Eye of the Guide


Tom Travis - Nov 19, 2012

Sysadmin Note
Part nineteen can be found here

July 18th the Yellowstone River is dropping but is still far from fishable and continues to set records for the flows on this date. [July 2011] I arrived on DePuy's Spring Creek at 6 p.m. the air temperature was 88 degrees and the winds were SSW at five to seven miles per hour and dropping (I hope). I went to the scene of last night's victory; the culvert above the house pond, and I waited for Neil and hopefully the wind will drop and the spinners will dance. Now there was an occasional rise; maybe to caddis, or midge or even a late PMD for I have seen all of them on the water. But tonight I am here for the spinners. The gurgle of the water, the evening songs of the bird, watching the twist and turns of the hunting swallows all brings peace to my soul and joy to my heart.

Four baby skunks just came by the picnic table stopping briefly within ten feet of me, but they must have had a late appointment for they didn't linger to chat, thankfully. Neil showed up and tried the section but tonight the winds would not leave us and the spinners returned to the grass to possibly come down in the early morning hours. Today was the hottest day of the summer, so far topping out at 98.4 degrees as the sun finally dipped behind the ridge line and the temperature quickly cooled to 76 degrees. We moved to the house pond to see if we could find any activity, and we did find a few trout feeding but they had no interest in the PMD Spinner, so I dropped off a size 18 Miracle Nymph ten inches behind the dry, but still they showed no interest until I twitched and moved the dropper.

The first take was nothing but a brushing and flossing of the trout's teeth, and then I got solid hook up and promptly jumped and threw the hook even though I had bowed to the fish. Then I went to just the Miracle Nymph and greased the upper half of the leader and twitched it with a slow retrieve, that finally got a nice spunky 13 inch brown trout, that was full of midge worms.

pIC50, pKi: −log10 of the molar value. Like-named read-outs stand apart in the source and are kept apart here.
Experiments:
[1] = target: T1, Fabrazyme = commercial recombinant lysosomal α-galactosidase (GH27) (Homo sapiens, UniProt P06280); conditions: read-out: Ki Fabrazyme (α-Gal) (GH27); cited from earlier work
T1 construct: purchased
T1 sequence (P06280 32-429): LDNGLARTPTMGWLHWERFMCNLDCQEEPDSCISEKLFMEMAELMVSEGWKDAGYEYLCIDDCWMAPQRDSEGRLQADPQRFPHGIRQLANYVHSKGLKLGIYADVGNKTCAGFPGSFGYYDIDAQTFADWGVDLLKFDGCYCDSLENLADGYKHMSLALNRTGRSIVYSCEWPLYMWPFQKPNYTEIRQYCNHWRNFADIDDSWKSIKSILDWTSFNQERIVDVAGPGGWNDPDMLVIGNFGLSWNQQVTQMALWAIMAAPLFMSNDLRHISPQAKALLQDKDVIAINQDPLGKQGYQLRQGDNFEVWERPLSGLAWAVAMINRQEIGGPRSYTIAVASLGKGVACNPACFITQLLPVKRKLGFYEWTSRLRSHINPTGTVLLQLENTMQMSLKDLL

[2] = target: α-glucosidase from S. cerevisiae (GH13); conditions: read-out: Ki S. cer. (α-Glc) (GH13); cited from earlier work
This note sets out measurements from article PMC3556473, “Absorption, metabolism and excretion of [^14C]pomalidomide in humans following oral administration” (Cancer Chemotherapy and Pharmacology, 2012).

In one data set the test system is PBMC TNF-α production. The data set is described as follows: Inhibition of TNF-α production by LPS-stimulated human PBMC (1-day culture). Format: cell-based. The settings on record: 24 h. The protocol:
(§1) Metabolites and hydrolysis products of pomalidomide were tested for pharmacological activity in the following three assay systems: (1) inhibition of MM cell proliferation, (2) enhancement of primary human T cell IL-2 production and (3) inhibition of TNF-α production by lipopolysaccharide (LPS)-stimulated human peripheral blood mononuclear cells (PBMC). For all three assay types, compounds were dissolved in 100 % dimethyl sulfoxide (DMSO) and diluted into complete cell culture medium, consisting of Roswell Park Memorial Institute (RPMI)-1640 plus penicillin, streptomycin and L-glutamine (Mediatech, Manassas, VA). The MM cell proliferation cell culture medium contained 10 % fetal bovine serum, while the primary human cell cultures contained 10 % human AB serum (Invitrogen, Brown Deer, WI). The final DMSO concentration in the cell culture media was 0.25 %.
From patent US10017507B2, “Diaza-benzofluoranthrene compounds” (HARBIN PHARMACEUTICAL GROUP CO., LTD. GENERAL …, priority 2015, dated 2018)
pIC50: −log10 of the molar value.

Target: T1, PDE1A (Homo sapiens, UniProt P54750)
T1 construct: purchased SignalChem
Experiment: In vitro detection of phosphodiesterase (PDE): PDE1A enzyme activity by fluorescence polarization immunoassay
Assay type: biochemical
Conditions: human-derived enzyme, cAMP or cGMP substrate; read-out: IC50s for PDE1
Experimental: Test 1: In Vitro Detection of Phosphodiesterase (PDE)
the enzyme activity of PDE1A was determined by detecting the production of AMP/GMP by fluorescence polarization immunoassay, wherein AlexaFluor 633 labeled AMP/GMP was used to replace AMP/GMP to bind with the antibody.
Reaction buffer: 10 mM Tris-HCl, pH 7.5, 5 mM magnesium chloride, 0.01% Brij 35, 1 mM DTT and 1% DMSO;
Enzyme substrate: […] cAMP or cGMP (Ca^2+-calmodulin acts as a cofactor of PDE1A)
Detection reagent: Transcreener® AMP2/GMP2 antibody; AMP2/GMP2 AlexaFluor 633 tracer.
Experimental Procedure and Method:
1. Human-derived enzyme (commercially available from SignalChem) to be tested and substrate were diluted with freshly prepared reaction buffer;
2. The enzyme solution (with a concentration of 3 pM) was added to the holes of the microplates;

Neil had also switched to the Miracle Nymph and had taken a 14 inch rainbow and hooked another trout that jumped four times heading upstream with a strong run and soon gained its freedom. By then darkness had descended and another evening was over and consigned to the memories of the anglers and the pages of my fishing journal. A little Brown Bat showed up to bid us farewell.

I still am not convinced that we ever figured out exactly what the trout were doing and I know the angles of presentation were wrong for the greased leader midge method.

They might have responded to a small streamer or a very flush midge emerger, but alas those flies were in the truck and not on my person. But that is ok, because I didn't want fish streamers tonight anyway. I will leave that for another evening when I wish to vary the methods I am using. As we were departing the winds were still blowing and the trout had all but stopped their activity. Now it is back to the tying room to complete the notes and watch a couple of DVD's a Swedish angling friend left for me one on fishing soft hackles and one on streamer fishing; both of which I will review for FAOL.

On the 19th of July there was no evening fishing as the winds howled at 20 mph, however on the 20th of July Neil and I will spend a full day on Armstrong's Spring Creek so I spent the evening ensuring that my fly boxes are fully stocked. As I work the excitement builds, I guess with all the time I spend on the spring creeks I should be calmer but I am first and last a fly fishing junkie and each new day brings new excitement and challenges.

Sysadmin Note
Part twentyone can be found here


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